Embedding JTAG into a system’s service processor allows for powerful out-of-band (independent of the operating system) built-in self test (BIST) functions. Using JTAG-based boundary scan, for example, can isolate system failure root cause to an extent unachievable through any other means.
High-end, mission-critical systems often use a plethora of diagnostic routines for power-on self test (POST), data logging, operational measurements, Built-In Self Test (BIST), and platform audits. Embedded x86 JTAG run-control adds out-of-band services to this mix. This article describes one such use case for Power-On Self Test (POST) of PCI Express ports.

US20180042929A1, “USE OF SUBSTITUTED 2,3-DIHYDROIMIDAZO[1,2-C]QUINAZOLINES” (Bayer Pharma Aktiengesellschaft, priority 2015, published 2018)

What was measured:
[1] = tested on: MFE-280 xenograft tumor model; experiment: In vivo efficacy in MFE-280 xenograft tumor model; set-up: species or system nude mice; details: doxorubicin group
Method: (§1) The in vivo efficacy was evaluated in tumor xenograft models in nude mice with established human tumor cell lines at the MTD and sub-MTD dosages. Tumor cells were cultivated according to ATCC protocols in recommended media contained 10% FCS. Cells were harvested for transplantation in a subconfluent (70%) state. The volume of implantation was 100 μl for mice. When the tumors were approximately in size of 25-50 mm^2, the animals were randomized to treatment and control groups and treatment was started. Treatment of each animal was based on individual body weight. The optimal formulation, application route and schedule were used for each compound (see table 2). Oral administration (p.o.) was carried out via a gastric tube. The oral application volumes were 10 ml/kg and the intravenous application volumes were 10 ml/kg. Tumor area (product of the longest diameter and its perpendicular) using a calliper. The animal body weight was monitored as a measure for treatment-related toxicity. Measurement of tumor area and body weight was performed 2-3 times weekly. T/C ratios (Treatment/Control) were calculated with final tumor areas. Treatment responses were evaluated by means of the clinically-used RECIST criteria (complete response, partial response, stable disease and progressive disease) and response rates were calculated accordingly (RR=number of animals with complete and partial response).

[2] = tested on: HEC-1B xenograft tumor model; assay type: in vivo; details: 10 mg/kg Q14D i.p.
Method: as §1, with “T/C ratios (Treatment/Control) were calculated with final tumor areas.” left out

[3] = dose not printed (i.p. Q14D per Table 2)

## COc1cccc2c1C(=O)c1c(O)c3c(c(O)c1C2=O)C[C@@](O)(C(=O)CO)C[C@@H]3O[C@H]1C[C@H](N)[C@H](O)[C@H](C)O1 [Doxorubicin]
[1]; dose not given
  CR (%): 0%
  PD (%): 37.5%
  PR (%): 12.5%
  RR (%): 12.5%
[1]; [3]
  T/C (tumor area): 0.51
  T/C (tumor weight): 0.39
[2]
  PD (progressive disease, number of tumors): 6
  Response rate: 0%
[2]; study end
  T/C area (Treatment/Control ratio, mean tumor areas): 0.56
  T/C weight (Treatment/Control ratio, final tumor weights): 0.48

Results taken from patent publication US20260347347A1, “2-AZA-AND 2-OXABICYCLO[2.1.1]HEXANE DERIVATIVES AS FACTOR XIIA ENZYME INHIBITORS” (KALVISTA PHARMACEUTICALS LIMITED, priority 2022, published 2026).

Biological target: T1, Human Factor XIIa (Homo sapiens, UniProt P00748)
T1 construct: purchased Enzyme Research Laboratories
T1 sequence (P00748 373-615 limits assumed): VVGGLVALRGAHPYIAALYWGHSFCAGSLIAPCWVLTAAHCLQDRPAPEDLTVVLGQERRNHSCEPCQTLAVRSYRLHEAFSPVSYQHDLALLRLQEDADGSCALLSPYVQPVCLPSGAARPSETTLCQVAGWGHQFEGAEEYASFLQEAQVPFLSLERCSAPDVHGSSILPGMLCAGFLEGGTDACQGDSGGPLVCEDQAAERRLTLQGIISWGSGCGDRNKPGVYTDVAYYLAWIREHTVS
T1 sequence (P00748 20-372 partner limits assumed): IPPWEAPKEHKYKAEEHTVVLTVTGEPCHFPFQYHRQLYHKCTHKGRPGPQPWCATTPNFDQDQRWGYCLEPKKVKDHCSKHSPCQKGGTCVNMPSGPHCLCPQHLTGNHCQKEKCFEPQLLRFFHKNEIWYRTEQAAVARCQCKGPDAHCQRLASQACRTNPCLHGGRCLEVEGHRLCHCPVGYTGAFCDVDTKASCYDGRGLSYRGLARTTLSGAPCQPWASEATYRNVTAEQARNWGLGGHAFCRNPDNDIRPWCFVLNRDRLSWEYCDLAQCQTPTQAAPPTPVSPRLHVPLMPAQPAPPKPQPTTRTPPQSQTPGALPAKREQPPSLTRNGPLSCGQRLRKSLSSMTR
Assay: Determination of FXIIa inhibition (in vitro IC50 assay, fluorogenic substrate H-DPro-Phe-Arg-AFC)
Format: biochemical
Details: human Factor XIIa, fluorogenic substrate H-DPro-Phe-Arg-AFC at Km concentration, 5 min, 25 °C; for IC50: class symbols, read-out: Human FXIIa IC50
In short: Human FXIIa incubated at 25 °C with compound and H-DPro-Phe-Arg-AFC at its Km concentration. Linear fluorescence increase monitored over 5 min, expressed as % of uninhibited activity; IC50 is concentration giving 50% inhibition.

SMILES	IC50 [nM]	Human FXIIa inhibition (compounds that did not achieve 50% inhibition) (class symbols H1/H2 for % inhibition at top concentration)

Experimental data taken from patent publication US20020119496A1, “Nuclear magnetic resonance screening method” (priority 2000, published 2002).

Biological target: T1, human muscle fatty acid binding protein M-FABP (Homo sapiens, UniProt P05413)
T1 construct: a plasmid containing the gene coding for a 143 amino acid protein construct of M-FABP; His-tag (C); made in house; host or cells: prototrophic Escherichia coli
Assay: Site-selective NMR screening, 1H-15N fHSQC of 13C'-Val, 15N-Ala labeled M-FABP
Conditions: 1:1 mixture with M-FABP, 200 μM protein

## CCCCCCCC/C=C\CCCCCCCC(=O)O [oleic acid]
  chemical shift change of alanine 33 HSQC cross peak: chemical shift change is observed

In my last article, I described how the Open Compute Project (OCP) Project Olympus server designs have been put into the public domain by Microsoft Azure. Inherent in the Olympus servers is the hardware connection between the ASPEED BMC and the CPU JTAG chain. To make the most of this connection for hardware-assisted debug and test purposes, a high-performance, secure JTAG Master function is needed within the BMC.
As part of the Open Compute Project, Microsoft Azure is leading the charge in providing the technical information needed to democratize the server industry. Recently, they put into the public domain the full schematics and board files for an Intel Xeon Scalable Processor (Skylake-EP) server design. Reviewing the schematics provides great insight into the hardware design implementation needed to support at-scale debug via embedded JTAG run-control.